It's not quite as small as it used to be: I've heard stories about Coinbase users having withdrawal issues and DMing Brian Armstrong casually to sort it out for them.
But crypto is still small enough, and niche enough, that if you've been around for any significant amount of time, you'll find that it's way easier to get in touch with crypto "celebrities" than in other industries.
Sure, you can't DM Brian anymore if you're locked out of your Coinbase account, but you can have 100 followers, tweet a hot take about a crypto hack, and get Vitalik and Jesse Powell arguing in the comments.
While it's pretty cool that the line is blurred between the big inventors, creators and crypto enthusiasts, it can lead to situations where crypto celebs take this cool, niche way of communicating and apply it to situations in a way that feels incredibly tone deaf.
Even beyond Sam Bankman-Fried (who I am clearly referencing as the main example here), you have several former heads of now collapsed crypto companies continuing to tweet and give interviews in this cringeworthy, overly honest but yet still misleading way that leaves a bad taste in your mouth.
I'm not saying that a wall of silence should be put up between the world and disgraced crypto builders, but it's probably time for that current category of people to put a little bit more thought into how they communicate.
Trolling on Crypto Twitter is one thing, trolling at a New York Times event and on Good Morning America is another. All signs are pointing to dropping this particular mic and walking away.
Sam Bankman-Fried faced a grilling at The New York Times DealBook Summit on Wednesday. The embattled FTX founder said he didn't want to think about the prospect of jail time after the exchange collapsed. He denied ever trying to commit fraud — and insisted that he hasn't hidden funds away. And after Forbes estimated that his net worth peaked at over $25 billion last year, the 30-year-old said his wealth is now "close to zero" — and he has $100,000 in his bank account and just one working credit card. All of this will be little comfort to thousands of people who remain locked out of their savings. Elsewhere, he claimed FTX's U.S. arm is fully solvent, meaning "withdrawals could be opened up today and everyone could be made whole."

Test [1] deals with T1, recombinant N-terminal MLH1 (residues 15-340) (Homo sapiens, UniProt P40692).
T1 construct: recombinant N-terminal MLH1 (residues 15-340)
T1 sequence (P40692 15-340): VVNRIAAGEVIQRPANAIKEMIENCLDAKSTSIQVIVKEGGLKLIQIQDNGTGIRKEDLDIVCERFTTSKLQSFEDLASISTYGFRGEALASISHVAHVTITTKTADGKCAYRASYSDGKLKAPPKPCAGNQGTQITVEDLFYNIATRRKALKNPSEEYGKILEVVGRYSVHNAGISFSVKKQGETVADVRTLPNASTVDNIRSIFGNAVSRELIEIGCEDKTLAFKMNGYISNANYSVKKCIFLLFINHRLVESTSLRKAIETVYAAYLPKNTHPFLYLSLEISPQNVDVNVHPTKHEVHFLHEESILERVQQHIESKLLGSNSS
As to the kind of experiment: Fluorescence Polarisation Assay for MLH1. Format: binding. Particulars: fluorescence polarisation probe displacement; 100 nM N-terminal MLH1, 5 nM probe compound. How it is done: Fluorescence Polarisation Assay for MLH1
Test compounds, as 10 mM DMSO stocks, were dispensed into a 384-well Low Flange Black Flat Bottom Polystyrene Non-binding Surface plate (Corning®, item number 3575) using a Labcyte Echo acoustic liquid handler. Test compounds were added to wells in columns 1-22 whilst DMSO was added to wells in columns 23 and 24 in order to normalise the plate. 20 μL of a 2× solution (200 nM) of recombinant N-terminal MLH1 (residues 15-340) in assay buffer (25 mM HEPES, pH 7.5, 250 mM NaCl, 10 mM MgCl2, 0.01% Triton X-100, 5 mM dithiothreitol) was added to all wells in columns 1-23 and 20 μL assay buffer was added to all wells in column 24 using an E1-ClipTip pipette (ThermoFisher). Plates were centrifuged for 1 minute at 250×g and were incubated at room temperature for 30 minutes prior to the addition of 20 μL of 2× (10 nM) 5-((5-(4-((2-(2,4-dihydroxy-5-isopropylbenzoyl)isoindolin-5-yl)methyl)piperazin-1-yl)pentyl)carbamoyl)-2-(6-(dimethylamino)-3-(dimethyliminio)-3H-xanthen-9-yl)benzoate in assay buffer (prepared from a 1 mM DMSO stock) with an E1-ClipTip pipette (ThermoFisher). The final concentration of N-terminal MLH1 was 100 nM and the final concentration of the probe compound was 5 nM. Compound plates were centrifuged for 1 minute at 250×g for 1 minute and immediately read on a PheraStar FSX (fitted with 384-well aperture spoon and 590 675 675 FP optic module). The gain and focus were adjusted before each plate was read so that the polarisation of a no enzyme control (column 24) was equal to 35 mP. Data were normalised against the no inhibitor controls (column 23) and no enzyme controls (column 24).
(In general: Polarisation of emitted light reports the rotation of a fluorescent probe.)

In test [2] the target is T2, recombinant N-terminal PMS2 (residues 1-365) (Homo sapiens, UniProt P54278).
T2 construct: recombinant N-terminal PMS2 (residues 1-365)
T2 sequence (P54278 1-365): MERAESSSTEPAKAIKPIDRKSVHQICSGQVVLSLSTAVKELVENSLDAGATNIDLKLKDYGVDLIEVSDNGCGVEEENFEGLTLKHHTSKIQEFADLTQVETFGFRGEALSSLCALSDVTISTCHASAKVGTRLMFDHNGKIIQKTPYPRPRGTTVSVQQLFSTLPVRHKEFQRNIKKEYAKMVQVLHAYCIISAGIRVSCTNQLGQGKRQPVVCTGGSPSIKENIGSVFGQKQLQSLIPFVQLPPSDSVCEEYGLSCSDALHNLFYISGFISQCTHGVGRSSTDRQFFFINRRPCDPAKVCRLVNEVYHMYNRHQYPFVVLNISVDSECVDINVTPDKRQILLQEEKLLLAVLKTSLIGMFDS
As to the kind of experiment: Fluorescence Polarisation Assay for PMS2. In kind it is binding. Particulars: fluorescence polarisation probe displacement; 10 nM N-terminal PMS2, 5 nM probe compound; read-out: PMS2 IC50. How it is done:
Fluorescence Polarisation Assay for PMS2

SBF's interview — performed virtually from The Bahamas — lasted for about an hour overall. He admitted that he failed in his duty to stakeholders, customers and creditors — and that he should have been more aware about what was going down at Alameda Research. But the embattled entrepreneur pushed back on reports of drug-fueled nights at the Bahamian penthouse where he and a number of his colleagues lived, saying: "When we had parties, we played board games and 20% of people would have three-quarters of beer each or something like that. And the rest of us would not drink anything. I didn't see any illegal drug use around me — you know, at the office at these parties."
Kraken has become the latest to announce a large round of layoffs as the crypto industry's year-long bear market deepens. The San Francisco-based exchange said that it was cutting 1,100 staff members — rolling headcount back to where it was 12 months ago as it "takes steps to weather the crypto winter." Jesse Powell, who will soon step down as Kraken's CEO, said gloomy economic conditions have resulted in "significantly lower trading volumes and fewer client sign-ups." He also suggested the demise of FTX has "diminished near-term optimism about a crypto rebound." As recently as June, Powell had insisted that Kraken was on a hiring spree rather than a firing spree — with plans to add 500 staff as others cut back.